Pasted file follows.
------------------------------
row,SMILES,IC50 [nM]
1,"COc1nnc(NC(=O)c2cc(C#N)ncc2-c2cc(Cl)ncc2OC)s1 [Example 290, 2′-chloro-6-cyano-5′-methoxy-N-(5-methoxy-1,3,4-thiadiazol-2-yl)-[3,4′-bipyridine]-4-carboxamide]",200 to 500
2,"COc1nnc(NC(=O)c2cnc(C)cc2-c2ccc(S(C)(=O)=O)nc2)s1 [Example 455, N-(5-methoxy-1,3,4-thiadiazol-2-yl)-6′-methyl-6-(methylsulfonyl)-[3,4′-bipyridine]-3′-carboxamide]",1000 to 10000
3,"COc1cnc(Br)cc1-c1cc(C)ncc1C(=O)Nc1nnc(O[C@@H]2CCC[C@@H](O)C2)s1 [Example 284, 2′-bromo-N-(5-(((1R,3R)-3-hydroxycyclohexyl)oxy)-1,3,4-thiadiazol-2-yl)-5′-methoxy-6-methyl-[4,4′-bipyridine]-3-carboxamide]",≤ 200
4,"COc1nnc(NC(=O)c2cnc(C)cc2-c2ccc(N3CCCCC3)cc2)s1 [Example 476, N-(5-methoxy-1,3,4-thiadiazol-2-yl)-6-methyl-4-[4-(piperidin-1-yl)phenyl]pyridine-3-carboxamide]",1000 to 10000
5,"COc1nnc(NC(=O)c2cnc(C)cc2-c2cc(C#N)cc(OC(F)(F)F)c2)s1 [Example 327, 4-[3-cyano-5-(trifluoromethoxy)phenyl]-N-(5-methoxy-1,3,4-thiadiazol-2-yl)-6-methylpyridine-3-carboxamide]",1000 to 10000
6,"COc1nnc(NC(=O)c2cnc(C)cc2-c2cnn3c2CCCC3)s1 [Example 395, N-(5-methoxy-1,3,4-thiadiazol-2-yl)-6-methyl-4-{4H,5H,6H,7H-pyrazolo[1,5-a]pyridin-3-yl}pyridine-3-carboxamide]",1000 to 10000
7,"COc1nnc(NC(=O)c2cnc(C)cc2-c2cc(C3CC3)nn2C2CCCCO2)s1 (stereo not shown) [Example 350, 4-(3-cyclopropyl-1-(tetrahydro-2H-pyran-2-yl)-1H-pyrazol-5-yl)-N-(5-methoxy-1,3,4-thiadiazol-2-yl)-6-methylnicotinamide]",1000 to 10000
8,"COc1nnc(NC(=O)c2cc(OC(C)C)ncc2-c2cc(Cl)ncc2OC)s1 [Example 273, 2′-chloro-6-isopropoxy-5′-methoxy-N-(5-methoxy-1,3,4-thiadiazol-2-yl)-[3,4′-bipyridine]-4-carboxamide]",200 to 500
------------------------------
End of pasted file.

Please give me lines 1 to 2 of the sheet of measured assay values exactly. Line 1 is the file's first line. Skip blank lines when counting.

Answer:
row,SMILES,IC50 [nM]
1,"COc1nnc(NC(=O)c2cc(C#N)ncc2-c2cc(Cl)ncc2OC)s1 [Example 290, 2′-chloro-6-cyano-5′-methoxy-N-(5-methoxy-1,3,4-thiadiazol-2-yl)-[3,4′-bipyridine]-4-carboxamide]",200 to 500